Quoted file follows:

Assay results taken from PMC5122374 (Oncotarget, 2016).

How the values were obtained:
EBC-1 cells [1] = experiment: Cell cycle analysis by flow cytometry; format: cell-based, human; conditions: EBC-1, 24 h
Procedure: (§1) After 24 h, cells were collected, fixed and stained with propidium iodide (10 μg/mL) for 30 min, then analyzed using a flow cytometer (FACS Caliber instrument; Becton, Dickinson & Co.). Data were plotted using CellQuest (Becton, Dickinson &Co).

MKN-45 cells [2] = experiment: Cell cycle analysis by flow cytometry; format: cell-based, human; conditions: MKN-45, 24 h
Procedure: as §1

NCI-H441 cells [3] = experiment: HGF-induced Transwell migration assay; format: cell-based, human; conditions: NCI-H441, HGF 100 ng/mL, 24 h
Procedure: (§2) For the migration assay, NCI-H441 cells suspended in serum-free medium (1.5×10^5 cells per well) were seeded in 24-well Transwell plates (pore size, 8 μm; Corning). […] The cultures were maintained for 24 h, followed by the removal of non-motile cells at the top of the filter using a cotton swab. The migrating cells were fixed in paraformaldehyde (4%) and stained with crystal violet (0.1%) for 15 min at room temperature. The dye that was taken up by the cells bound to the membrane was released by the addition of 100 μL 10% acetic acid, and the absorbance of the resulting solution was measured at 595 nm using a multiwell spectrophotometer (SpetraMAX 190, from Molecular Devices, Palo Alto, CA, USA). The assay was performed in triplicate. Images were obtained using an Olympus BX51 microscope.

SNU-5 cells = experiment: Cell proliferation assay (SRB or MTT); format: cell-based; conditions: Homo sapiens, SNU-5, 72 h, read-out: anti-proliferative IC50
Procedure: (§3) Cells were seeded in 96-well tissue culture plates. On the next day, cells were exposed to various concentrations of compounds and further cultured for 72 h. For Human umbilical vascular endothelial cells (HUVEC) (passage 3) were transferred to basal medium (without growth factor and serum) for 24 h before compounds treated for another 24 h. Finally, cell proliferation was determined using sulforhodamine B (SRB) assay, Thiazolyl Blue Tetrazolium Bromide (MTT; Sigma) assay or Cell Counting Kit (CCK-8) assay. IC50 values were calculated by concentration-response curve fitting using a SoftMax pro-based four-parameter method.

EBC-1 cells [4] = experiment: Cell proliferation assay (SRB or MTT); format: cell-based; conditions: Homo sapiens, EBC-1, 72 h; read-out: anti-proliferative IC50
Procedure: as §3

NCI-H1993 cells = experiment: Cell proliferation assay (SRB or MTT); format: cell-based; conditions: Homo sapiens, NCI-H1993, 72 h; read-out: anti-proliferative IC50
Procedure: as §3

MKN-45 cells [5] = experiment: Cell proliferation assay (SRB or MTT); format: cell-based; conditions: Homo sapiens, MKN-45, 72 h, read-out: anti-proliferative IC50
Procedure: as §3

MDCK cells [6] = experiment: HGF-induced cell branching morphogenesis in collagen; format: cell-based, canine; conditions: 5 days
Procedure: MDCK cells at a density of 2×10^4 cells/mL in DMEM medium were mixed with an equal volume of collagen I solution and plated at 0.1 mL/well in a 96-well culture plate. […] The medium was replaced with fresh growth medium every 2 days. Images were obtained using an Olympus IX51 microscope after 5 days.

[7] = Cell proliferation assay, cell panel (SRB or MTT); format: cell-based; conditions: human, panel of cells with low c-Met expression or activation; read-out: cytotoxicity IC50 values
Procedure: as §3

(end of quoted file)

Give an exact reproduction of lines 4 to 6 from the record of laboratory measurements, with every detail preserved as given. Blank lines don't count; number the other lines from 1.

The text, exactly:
Procedure: (§1) After 24 h, cells were collected, fixed and stained with propidium iodide (10 μg/mL) for 30 min, then analyzed using a flow cytometer (FACS Caliber instrument; Becton, Dickinson & Co.). Data were plotted using CellQuest (Becton, Dickinson &Co).

MKN-45 cells [2] = experiment: Cell cycle analysis by flow cytometry; format: cell-based, human; conditions: MKN-45, 24 h
Procedure: as §1